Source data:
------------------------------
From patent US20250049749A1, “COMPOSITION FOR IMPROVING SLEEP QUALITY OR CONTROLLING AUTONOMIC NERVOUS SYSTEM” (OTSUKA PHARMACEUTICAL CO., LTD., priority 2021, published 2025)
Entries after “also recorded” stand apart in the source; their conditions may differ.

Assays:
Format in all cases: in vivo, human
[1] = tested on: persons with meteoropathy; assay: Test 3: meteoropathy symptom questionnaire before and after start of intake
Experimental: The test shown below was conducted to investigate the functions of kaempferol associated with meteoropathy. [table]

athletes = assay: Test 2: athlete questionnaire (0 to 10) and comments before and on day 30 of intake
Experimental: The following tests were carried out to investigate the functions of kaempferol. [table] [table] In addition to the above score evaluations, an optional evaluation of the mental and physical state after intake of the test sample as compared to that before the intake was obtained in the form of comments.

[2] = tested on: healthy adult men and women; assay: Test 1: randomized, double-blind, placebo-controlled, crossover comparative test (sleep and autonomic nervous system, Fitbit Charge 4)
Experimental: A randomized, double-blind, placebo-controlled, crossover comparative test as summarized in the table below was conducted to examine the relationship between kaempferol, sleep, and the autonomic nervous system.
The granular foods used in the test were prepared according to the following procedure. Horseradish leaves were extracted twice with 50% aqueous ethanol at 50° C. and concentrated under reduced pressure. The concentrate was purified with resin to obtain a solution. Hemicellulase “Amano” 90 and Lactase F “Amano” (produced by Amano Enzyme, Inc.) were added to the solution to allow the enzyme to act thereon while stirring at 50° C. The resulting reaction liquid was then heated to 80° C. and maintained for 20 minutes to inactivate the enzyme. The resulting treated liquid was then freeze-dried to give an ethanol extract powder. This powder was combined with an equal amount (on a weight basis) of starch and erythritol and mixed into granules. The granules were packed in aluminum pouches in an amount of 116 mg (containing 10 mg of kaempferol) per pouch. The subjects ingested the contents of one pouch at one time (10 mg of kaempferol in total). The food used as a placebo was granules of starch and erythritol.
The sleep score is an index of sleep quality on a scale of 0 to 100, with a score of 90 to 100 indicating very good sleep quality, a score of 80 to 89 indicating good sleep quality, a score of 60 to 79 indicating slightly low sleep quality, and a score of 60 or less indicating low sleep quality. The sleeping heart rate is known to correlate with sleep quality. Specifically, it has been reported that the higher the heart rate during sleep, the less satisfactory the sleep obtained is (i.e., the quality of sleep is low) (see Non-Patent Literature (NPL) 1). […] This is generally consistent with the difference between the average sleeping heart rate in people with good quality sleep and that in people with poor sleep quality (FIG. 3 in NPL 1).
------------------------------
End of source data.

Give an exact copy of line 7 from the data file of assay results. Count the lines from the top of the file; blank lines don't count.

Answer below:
athletes = assay: Test 2: athlete questionnaire (0 to 10) and comments before and on day 30 of intake